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Smog clouds Beijing's appeal
Publication Date : 31-01-2013
As China's capital remained shrouded in smog yesterday, Christina Lisi Jiang, an Indonesian who has worked in Beijing for five years, is for the first time mulling a move to less polluted cities down south.
"The smog in Beijing is so scary, I feel like I can't breathe," said the manager at a Nasdaq-listed new media group. Jiang, who is in her 30s, is eyeing places like Shanghai, where the air quality index reading (AQI) was 20 per cent lower than Beijing's "hazardous" level of 336 yesterday afternoon.
She is among a growing number of expatriates so spooked by Beijing's toxic air that even Shanghai's 271 reading has been looking good in contrast. An AQI reading of 150 is considered "unhealthy".
Happy Move, a Shanghai-based international moving services company serving expats and foreign firms, said it has noticed a 10 per cent jump in individual and office relocations from Beijing to Shanghai in the past three months, up from a year ago.
"While many of these foreign customers previously based in the northern regions have relocated to cities such as Shanghai or Suzhou for business reasons, the increased pollution could also be a very important factor," said Happy Move manager Jessie Yang.
It is getting harder to persuade top foreign executives to move to China - and especially to the capital, said Beijing-based recruitment firm HR Direct's senior consultant, Matthew Bartoloni. He cited the example of a financial position at the Beijing headquarters of a multinational company that he is recruiting for.
"I've spoken to two candidates, who turned the offer down just because they had a family and didn't want to move to Beijing," he said, adding that one of them is currently based in Shanghai.
This, in turn, has further raised the salary premium for a Beijing position. "Historically, it can cost 10 per cent to 15 per cent more to hire senior-level foreign executives to come to Beijing, compared to Shanghai and Hong Kong," said Bartoloni.
With the recent bout of pollution, this difference has widened "a little bit more", he noted.
Still, the smog alone is unlikely to force foreign firms out of Beijing.
"Currently, the impact of pollution on Beijing's attractiveness is still small, as it is the country's political, cultural, financial and economic capital," said Institute of Public and Environmental Affairs professor Ma Jun. "With China's key position in the world economy, many foreign firms and foreign talent see opportunities in Beijing and are still willing to come," he said.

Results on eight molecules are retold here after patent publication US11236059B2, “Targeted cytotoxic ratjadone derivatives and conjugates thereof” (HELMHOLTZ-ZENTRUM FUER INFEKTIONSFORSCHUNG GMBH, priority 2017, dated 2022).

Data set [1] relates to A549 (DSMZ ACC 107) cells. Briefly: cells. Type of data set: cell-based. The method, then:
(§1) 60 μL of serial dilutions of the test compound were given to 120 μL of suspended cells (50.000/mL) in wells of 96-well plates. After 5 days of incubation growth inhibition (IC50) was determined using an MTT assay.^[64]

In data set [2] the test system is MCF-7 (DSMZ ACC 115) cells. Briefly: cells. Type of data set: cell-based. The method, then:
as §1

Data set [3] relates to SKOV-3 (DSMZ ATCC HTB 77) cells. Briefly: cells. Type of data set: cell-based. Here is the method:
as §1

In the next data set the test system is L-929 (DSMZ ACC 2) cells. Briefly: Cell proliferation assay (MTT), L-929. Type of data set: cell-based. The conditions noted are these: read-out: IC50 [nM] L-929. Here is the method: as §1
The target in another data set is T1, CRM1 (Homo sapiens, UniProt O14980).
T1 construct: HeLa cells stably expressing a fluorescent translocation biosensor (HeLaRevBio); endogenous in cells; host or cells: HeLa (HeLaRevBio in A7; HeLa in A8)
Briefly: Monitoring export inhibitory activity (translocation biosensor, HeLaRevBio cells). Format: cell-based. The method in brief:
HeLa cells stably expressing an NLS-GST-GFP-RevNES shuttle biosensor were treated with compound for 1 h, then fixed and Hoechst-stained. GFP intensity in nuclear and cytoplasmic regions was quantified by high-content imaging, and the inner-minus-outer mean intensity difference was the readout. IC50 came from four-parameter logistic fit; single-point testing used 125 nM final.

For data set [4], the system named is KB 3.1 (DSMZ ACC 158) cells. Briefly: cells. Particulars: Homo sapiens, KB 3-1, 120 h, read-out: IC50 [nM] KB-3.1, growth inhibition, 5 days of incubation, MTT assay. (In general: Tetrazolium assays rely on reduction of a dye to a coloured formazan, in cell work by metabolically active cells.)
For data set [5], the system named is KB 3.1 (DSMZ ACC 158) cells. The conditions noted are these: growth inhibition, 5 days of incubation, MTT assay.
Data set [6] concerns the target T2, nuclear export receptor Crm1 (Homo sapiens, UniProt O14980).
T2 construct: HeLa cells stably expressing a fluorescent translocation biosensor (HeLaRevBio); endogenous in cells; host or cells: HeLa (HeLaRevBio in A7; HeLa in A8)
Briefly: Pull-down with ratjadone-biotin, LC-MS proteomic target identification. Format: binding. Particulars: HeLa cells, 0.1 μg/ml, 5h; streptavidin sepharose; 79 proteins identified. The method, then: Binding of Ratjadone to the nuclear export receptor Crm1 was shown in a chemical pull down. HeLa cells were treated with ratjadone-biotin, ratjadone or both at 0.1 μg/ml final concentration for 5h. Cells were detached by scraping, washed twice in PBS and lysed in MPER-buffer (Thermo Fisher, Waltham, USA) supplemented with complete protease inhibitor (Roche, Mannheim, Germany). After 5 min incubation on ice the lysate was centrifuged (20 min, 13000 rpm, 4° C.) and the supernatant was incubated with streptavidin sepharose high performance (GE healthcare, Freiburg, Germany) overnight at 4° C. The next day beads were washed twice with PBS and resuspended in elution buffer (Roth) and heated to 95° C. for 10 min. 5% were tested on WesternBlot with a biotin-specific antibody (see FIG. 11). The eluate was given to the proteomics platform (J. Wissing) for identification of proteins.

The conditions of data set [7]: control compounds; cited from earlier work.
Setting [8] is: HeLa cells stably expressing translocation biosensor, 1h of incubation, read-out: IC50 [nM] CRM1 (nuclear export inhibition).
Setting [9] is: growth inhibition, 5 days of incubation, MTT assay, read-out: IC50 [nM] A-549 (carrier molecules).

Beijing hosts over 640 offices and the research and development centres of MNCs, as well as the headquarters of China's state-owned enterprises.
"For some companies, especially those in the oil and gas, commodities, energy and transport, they have to be based here regardless of how bad the pollution gets," said Bartoloni.
So MNCs are staying put - and finding ways to improve their Beijing office environments.
Apple, JPMorgan Chase and carmakers Toyota and Honda are reportedly giving their staff face masks while adding plants and air purifiers to their offices.
Still, Beijing appears to be aware that its draw as an international metropolis is at risk if it does not tackle the pollution problem fast. This week, as the city of over 20 million residents suffered its fourth serious bout of smog in a month, the authorities tightened rules, including shutting down 103 polluting factories.
Yesterday's AQI reading, measured by the United States embassy, improved a little from Tuesday morning, when levels spiked to 517, or "beyond index".
But residents say more can be done - even to the extent of forgoing one of China's favourite activities during the Chinese New Year.
Some 2,000 netizens have pledged to set off fewer firecrackers this year, after Beijing's official data showed a spike in tiny, health-threatening particles in the air last year, largely due to festive explosives.